Each of us has a particular personality type. Personality types define to a very large extent our character traits, or behaviors. There are several theories on the characteristics of personality types. Already in ancient times, the Greek physician Hippocrates distinguished four – but today the most trusted theory is the one formulated by Swiss psychologist and psychiatrist Carl Jung, which presents sixteen different personality types.
Table of Contents:
- Personality type – what does it mean?
- What traits define the INFP personality?
- The 16 personality types: where did the concept come from?
- What are the personality types according to. Jung?
- 16 personality types – what is the test on?
- Personality types according to MBTI
Personality type – what does it mean?
To begin with, let’s consider what specifically is meant by the term “personality type.” Personality is nothing more than a specific set of traits. They affect, for example, our disposition, as well as our behavior. By analyzing the traits that characterize a particular person, it is possible to learn about his personality type – that is, in the simplest terms, the specific set of traits that characterize a person.
Carl Jung, whose theory we will write about in this article, distinguished sixteen unique personality type patterns – and each of them has a distinct set of traits.
Personality analysis helps find the personality type that best suits a person. This knowledge can then be used if only to determine career predispositions, for example, using the so-called MBTI (Myers-Briggs Type Indicator) method.
What traits define the INFP personality?
One of the personality types according to Carl Jung is the INFP personality. The acronym comes from the English name for the four character traits that, according to Jung, define this personality type: Introverted, Intuitive, Feeling, Perceptive. After translating the names of these traits into our language, we learn that a person with the INFP personality type is:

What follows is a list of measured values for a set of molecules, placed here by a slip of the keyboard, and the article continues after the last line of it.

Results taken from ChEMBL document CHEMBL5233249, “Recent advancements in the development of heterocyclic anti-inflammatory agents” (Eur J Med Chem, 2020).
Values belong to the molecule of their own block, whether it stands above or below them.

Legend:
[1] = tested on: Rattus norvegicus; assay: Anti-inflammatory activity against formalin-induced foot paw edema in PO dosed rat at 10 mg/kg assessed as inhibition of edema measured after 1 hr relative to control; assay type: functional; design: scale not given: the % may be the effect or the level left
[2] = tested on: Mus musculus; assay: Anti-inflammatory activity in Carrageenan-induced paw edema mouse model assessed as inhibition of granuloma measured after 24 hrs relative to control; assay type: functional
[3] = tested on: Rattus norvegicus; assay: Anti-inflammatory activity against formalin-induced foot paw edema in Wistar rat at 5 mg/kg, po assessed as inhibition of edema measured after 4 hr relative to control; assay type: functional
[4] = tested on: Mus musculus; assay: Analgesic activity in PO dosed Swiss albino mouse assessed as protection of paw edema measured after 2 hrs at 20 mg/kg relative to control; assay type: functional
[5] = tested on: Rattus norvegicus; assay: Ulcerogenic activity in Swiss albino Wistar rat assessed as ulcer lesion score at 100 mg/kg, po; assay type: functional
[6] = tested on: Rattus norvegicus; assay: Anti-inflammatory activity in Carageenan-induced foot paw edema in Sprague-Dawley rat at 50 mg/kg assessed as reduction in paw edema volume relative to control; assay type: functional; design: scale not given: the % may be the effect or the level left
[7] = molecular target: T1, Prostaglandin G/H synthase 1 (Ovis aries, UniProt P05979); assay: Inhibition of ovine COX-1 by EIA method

- intuitive person,
- AN IMPRESSION,
- perceptive observer.
People with this personality type are called idealists. This is because they are people for whom it is extremely important to generate happiness – both for themselves and for others. They are extremely faithful to those close to them, as well as to the values they consider important. They are also characterized by a strong desire to understand the other person. A person with this personality type is usually fond of all kinds of art and activities that allow him to express his emotions.
The 16 personality types: where did the concept come from?
The concept of sixteen personality types was introduced by Swiss psychiatrist Carl Jung. He used the concept developed by Hippocrates of four types of temperament (the ancient doctor distinguished between sanguine, choleric, melancholic and phlegmatic temperaments) as the source of his research. Jung found his predecessor’s theory to be a great basis for further research – and proposed the concept of opposing pairs of personality traits, based on which many different personality types can be described. These opposing pairs are respectively:
- extrovert and introvert
- intuitionist and perceptionist
- emotionalist and thinker
The model he proposed was mildly modified by American women Katherine Cook Briggs and her daughter, Isabel Briggs-Myers, who introduced a fourth pair of opposites:
- observer and judge
In the course of a personality analysis, it may turn out, for example, that a person is an extrovert, a perceiver, a thinker, and an observer. As it turns out, a combination of these exemplary character traits describes the ESTP personality type – Extraverted Sensing Thinking Perceiving.